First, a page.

Our Uncanny Valley

Somewhere in the wilderness out west, my daughter and I found the valley that the creator of the video game The Clones was said to have based the layout of his game on.  The story went that while on vacation, and while ruminating on different project deadlines that he was facing back at work, he had climbed to the peak of one of the mountains surrounding the valley.  When he had reached the summit, he turned back and looked out over the green fields below, and in that whipping wind and the panoramic curve of the Earth, the whole idea for a video game simulating people and life hit him just like that.

Staring out from that same summit, I had a similar inspiration.  I stretched my hand out over the land and explained it all to my daughter.  We would buy up the whole area, and we would create a real world community based on the game.  We’d cut some kind of deal with the company that held the license to the game.  We’d set up the roads just as they were in the neighborhoods of the game, and we’d sell off all the individual parcels of land.  People could come and build any kind of crazy houses they wanted to.  The streets would all be named after references to the game.  There could be shops and thoroughfares where people could buy themed merchandise and furnishings for their homes just like those featured in the game.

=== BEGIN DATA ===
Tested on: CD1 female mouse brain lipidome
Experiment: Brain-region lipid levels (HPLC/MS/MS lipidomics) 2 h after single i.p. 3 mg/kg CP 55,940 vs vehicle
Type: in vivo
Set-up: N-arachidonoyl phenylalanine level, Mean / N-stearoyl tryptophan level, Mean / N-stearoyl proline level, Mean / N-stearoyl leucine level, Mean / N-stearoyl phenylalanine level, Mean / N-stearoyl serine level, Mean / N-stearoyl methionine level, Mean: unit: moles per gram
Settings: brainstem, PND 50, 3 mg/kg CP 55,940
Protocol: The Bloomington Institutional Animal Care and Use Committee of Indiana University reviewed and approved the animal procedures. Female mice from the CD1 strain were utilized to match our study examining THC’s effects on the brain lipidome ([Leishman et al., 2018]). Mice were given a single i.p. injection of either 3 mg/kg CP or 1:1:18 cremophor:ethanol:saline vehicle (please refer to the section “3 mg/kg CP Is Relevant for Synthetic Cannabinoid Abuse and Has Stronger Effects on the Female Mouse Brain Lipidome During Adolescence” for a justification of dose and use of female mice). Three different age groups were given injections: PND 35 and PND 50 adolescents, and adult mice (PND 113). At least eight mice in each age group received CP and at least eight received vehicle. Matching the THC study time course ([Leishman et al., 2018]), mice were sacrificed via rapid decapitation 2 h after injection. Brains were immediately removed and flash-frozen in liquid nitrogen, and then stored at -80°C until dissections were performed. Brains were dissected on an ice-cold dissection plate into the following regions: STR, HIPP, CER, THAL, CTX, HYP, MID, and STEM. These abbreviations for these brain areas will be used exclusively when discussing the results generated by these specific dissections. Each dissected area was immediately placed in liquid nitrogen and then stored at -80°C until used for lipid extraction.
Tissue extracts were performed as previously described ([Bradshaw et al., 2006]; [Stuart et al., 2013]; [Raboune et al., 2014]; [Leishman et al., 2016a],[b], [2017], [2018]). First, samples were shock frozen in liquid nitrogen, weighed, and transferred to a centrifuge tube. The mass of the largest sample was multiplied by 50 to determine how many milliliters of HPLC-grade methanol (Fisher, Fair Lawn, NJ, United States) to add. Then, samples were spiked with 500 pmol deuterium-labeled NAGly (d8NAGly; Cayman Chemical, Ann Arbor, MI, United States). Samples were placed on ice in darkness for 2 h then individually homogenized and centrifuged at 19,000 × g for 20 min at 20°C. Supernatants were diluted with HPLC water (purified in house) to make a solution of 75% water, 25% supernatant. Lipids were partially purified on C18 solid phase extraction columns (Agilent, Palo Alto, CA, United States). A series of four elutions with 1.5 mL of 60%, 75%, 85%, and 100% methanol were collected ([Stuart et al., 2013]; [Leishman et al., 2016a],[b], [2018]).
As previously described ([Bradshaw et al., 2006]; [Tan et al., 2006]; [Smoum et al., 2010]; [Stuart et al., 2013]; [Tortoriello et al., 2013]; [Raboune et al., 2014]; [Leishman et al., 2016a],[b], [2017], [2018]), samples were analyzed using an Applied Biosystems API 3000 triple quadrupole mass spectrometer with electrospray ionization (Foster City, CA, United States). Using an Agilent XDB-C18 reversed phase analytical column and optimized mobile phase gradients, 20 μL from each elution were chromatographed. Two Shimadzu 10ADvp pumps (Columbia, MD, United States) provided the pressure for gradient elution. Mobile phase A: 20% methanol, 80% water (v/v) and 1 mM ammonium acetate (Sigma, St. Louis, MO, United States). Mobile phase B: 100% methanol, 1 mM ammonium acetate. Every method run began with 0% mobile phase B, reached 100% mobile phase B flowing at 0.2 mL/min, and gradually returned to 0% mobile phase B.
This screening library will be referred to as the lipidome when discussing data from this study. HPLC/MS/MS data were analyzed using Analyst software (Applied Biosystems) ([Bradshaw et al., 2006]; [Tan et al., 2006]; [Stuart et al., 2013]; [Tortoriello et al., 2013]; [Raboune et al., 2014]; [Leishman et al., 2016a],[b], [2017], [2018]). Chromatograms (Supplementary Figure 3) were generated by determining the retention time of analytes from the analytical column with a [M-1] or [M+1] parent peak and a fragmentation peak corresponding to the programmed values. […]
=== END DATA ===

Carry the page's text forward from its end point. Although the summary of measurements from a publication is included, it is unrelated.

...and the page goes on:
I stared out, nodding with satisfaction as if I could already see it all under construction below.  But my daughter was still confused about the whole idea.  She wasn’t sure why anyone would go for it, why they would want to come live here.  I just shrugged as we turned to head back down the path that had led us to the summit and I told her, “There comes a point with any simulation, if you take it to one extreme or another, where it eventually coincides with reality.”


11 thoughts on “Our Uncanny Valley

  1. I like the aura of plausibility that pervades this dream, which extends to the obvious objection raised by your daughter. But then you give a plausible-sounding answer, compelling the reader to do a reality check in search of flaws.

    A bit like the audience reaction to a stage magician.

    And then again the story might not be a dream. It could be a true anecdote of parental lying to a curious child aged up to maybe seven. Not just Santa Claus but spontaneous lies. We see how open they are to new knowledge, and it's hard to resist making something up.


  2. Regarding the “obvious objection”, the funny thing is that when I told her about the dream later that same day, she basically made the same point (although she put it a little differently. She said something like, “Well, that's what people already do everywhere.”)


  3. And all I could say then was, “yeah, that's pretty much what you said in the dream.”

    She got a kick out of that.

    (And, of course, one could argue that I too was basically giving A version of the same response ;D )


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